Is Yoga Safe?

Last week the Mayo Clinic published the results of an excellent, first of its kind, study focused on injuries sustained in yoga practice, with a primary objective of identifying poses that should be avoided or modified by people who have osteoporosis and osteopenia. Read the article here.

For the 89 study participants, they reviewed medical records from 2006 to 2018 and classified injuries in three categories: soft tissue (muscles and fascia), non-bone injuries in the spine, and bone injuries in the spine.

The study authors found that most injuries were related to extreme forward folding or back bending positions. These 4 postures were reported to have caused the majority of the injuries:


The most reported injuries included:

  • muscle strain

  • exacerbation of pain in people with degenerative joint disease

  • exacerbation of pain in people with facet athropathy (arthritis of the joints on the back side of the vertebra)

  • vertebral compression fractures

  • anterior wedging (the wearing down of the front edges of the vertebra resulting in "wedge-shaped" vertabra)

  • spondylolisthesis (slipping vertabra)

While this list of injuries might sound scary, from the perspective of a yoga teacher, all of these are avoidable with smart yoga instruction and well-educated students.

In fact, the authors of this study do not recommend that people should stop practicing yoga. Rather, they recommend that doctors should be "aware that yoga, as with any exercise, is not a completely harmless activity that can be performed with abandon". They note that injuries can occur, especially in older patients with age-related degenerative changes and other connective tissue disorders.

They further recommend that yoga students modify their poses to accommodate their physical limitations. They explain that as "the body changes over time, exercise regimens need to be modified to protect the spine, shoulders, hips, and other musculoskeletal structures."

At The Yoga Room, we specialize in customizing the yoga practice to suit the practitioner. Our small class sizes allow us to know our students and keep an eye on them to make sure they are practicing in a way that is safe, appropriate, and beneficial. Our Individual Instruction is even more customized in that we design the practice to address the goals and needs of an individual person.

If you'd like to know HOW we modify our teaching to suit our students, check out this Facebook Live video Adria and I recorded yesterday. We demonstrate and discuss two popular postures and how to modify them to suit your body.

And if you'd like to learn more about how you can help keep yourself safe, strong, and flexible in your yoga practice, please stay tuned for next week's newsletter!

As always, we welcome your questions and comments. Please email us at

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How Yoga Changes Your Brain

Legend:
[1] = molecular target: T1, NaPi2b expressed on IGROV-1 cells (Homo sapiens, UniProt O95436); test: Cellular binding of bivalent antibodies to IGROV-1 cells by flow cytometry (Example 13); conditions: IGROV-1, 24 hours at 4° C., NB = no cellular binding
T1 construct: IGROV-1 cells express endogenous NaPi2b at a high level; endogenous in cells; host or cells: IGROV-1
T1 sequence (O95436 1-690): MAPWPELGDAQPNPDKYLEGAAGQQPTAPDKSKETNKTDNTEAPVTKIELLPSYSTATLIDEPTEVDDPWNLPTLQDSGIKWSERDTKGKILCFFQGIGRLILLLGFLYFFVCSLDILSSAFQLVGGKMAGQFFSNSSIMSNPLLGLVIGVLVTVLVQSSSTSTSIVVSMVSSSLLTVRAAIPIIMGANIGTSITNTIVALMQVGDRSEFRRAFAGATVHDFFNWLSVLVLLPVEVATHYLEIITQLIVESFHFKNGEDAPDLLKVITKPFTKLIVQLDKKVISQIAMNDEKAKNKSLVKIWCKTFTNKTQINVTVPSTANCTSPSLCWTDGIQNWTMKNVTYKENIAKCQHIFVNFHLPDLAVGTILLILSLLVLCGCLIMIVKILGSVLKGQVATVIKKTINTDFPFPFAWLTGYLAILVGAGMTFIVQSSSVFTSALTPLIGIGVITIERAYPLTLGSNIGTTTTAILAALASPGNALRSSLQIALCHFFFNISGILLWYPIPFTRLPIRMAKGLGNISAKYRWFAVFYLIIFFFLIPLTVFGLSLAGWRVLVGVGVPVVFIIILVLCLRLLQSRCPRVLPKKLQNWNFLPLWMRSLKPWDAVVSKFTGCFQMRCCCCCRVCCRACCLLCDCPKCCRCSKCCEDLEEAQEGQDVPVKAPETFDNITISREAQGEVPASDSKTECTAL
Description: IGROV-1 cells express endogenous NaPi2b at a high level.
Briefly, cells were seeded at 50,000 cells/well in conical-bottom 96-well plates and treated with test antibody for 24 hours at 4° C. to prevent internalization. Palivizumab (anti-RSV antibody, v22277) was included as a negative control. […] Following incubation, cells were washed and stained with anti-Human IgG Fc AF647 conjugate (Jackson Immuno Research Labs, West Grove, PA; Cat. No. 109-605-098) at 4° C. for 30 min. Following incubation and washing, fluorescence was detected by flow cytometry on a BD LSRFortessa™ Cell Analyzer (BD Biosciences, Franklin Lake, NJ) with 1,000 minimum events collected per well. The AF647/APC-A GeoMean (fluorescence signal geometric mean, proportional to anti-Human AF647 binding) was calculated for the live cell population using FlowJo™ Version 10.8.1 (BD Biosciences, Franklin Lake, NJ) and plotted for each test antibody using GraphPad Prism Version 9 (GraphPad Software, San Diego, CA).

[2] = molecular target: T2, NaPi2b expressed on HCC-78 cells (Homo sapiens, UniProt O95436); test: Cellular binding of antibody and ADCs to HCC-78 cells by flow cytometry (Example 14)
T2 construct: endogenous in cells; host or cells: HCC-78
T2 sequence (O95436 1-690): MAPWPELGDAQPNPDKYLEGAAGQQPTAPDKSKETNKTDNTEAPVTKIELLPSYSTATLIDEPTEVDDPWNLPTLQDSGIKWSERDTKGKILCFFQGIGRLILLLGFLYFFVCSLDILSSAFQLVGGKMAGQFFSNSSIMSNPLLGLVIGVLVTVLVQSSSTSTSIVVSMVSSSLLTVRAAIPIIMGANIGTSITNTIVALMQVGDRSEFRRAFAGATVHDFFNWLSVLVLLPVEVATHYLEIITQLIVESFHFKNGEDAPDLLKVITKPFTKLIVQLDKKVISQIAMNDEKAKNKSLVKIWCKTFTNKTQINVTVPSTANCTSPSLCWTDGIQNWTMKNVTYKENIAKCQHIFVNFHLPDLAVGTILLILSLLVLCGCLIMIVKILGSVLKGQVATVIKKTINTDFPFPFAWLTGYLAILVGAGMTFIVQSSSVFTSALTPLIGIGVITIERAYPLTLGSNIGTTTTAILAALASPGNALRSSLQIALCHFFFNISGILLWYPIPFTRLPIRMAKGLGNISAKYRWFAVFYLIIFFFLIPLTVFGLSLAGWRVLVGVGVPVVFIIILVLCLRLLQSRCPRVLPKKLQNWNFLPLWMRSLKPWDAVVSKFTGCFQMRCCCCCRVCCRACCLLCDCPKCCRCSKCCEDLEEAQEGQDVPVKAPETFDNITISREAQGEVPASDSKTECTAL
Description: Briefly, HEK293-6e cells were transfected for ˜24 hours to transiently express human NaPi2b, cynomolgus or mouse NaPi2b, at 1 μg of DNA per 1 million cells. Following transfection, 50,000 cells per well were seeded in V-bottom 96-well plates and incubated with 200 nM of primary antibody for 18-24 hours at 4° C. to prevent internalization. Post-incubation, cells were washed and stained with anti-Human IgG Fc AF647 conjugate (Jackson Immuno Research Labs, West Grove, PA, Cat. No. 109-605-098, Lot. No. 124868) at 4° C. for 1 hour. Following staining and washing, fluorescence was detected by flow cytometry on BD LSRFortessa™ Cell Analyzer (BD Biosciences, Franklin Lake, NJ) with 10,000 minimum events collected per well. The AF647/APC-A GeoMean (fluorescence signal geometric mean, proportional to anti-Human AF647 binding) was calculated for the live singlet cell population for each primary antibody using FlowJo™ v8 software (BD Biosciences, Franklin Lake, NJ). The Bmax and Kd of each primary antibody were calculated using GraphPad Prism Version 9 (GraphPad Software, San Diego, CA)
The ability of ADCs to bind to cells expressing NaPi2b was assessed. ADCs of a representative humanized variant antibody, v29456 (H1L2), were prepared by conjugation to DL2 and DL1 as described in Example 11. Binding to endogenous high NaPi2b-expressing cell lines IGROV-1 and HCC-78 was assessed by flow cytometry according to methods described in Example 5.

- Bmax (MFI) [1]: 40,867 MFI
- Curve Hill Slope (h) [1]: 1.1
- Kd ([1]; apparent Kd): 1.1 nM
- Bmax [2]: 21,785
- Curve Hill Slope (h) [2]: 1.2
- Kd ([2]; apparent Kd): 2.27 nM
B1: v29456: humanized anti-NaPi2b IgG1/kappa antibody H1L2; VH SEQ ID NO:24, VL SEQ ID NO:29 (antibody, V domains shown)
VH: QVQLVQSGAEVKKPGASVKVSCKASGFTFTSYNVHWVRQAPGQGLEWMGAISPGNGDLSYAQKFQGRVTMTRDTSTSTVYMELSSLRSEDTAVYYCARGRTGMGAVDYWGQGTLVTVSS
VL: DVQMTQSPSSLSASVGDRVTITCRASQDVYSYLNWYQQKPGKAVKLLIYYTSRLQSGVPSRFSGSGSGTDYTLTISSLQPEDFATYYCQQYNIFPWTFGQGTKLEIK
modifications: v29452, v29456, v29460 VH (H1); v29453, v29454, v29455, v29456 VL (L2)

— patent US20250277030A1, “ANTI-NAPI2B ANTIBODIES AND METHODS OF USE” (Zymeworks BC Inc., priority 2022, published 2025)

Have you ever listened to On Being with Krista Tippett? It's a podcast and it also airs on KUT (NPR) on Sundays at 6:00 a.m. Last week's was an especially great episode. Krista's guest was Neuroscientist Richard Davidson and they discussed one of my favorite subjects - the effects of mindfulness practices on the brain.

Their discussion really got to the heart of how we practice yoga at The Yoga Room: Physical yoga postures for improving physical health AND mindfulness practices that improve mental and spiritual health.

Here are some key nuggets from the episode:

  • The brain continues to develop and change throughout the entire lifespan.

  • With regular mindfulness practice, one is able to pay attention to the sensations in their body and take decisive action, rather than reacting to the emotional aspect of a stressful situation.

  • For best results, one should practice mindfulness "repeatedly." Richard Davidson recommends 10-15 second practices throughout the day.

  • The circuits for thoughts and feelings are intermingled in the brain. Ineffective response to adversity impairs cognitive function and also leads to emotional difficulty.

  • Resilience is the ability to recover from adversity; it is very powerful when one can return to baseline (homeostasis) more quickly.

  • Studies show that with regular mindfulness practice, children can become familiar with the qualities of calm attention, leading to them being able to self-regulate and return to their baseline.

  • Schools and parents should reconsider how they manage behavior issues. Rather than treating inappropriate behavior as a discipline problem that requires punishment, they should teach children how to calm themselves and manage their behavior.

  • Teachers and parents can harness the power of neuroplasticity and help shape children's behavior by modeling kindness. How we treat and react to children affects their brains both functionally and structurally.

  • Children don't listen to what you say, they watch what you do.

  • Time invested in oneself is an investment in those around you.

Modern research is proving that the effects of consistent mindfulness practice are powerful and beneficial for people of all ages. I encourage you to prioritize your physical, mental, and spiritual health by taking a few minutes this evening to schedule your yoga practices on your calendar just like you'd schedule other important appointments.

People often ask me how often they should practice yoga. It's best to practice yoga every day, but if that's not possible, try to practice most days of the week, either in a class at the studio or on your own at home.

And if you want a child in your life to get started with yoga and mindfulness, sign them up for Mindfulness for Kids (starts this Saturday, Feb 23rd) or Yoga for Middle Schoolers (starts Sunday, March 24th).

All the best, see you soon!

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